Lussurioso pulled her to the far side of the bathroom as far from the door at they could get. “I guessed when I was eight. The guards were stupid. They told me everything I needed, even when they didn’t say a thing, even when they lied. Especially when they lied. Then, this year, I hacked the system, and what I knew was confirmed.”
“If you knew all this, why didn’t you tell me earlier!”
“Because it’s dangerous to know things. Don’t worry Sol. I love you, I would never betray you, but the world out there is dangerous right now.”
Sol stepped back, stunned. “You love me?”
He took her hand. “Of course I love you Sol. They made me to love you. All the children here are your court. When you go to become Empress, they will come with you and be your advisors and your lovers and your family. Every Empress comes with a court. Most of the kids don’t know it yet, but you are our reason for being. We were all designed for our place by genetic engineers, birthed for this purpose. I was designed to be your military advisor, WanWen was made to be your lover, we are all your court.”
“You are my court?”
“Sol, next to me you are the smartest person on this world. You know this is true.”
“I knew something was going on, I just didn’t know it was this.”
Lussurioso smiled at her, a rare, genuine smile that didn’t come from beating someone in strategy or tricking an adversary. “Don’t worry Sol. You won’t face this alone. I’ll always be with you. All of us will. We will face the worlds together.”
It started at the SureSave on Fourth Avenue. Andy had been standing in line for nearly ten minutes, sweltering in the August heat that poured through the open doorway, before he dropped his basket onto the counter. Hair dye, promising 100% gray coverage. Baking-soda-infused toothpaste. A package of Freedom Day cards which should have been mailed two days ago. The clerk, a bored high-school kid whoâ€™d obviously never heard of the complexion pill, swiped his products and asked for proof of credit. Andy pressed his palm against the plastic panel, and the register shrieked.
The kid stared. Andy stared. The customers stared. The manager stared, then asked Andy to step aside. Andy did. The police arrived seven minutes later.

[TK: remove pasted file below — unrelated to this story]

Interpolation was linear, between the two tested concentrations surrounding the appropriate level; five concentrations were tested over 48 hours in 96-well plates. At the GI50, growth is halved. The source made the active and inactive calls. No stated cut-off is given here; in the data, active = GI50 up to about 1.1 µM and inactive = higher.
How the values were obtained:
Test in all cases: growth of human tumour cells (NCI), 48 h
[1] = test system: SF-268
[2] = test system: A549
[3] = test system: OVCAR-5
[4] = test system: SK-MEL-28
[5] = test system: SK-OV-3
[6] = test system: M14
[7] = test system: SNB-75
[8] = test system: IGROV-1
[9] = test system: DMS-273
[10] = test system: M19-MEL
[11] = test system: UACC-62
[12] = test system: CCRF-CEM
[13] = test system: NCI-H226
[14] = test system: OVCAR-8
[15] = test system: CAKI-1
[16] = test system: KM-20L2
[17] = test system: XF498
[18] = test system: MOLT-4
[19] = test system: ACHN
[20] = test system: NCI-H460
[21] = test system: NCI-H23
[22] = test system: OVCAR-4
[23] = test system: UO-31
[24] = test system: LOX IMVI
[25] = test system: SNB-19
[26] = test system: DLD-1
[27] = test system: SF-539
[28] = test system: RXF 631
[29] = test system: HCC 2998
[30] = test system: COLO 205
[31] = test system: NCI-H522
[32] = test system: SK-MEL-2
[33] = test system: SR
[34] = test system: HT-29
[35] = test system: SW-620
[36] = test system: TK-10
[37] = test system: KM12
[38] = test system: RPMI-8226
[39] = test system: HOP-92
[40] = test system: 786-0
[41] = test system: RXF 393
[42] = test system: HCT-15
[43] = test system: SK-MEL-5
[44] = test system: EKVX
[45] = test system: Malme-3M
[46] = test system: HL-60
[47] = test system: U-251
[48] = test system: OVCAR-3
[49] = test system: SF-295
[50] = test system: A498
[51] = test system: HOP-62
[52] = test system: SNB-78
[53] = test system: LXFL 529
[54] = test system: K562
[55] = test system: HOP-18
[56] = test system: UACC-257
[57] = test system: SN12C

â€œWhereâ€™s your proof?â€ they asked him, and he offered his palm to their handheld reader. The reader shrieked. Andy was brought to the station. â€œI have plenty of credit!â€ Andy argued, but the officer merely lifted an eyebrow. He recited his work history to deaf ears.
The problem wasnâ€™t a lack of credit, as Andy had expected, but an excess of credit.
Herman Sylle was his name, and he was wanted for falsification of funds. Nine million dollars, to be exact. â€œIâ€™m not Herman Sylle,â€ Andy argued, but as the police pointed out, the records couldnâ€™t lie. His handprint matched up. His DNA matched up. The police database was completely secure, and there was no chance that anyone could have tampered with it.
â€œIf people canâ€™t tamper with the database, how do people falsify funds?â€ Andy asked. It was the wrong question, and it wasnâ€™t deserving of an answer. He was assigned a case number and put in prison to await his trial.
â€œDo you have anyone who can verify your identity?â€ his attorney asked him, but Andy was a freelance web designer, working from home for clients all over the world. It was rare for him to meet a client face to face, and when contacted, none of the clients could recall details about his appearance. Heâ€™d never married, and heâ€™d been the only child of a couple that went into retirement-stasis at the age of 60. The law forbid the subpoena of retired citizens. â€œConvenient,â€ his attorney said. He tried to log into his records to find the contact information of the few friends he kept, but his proof was locked out of the account. When the police tried, they found the files empty.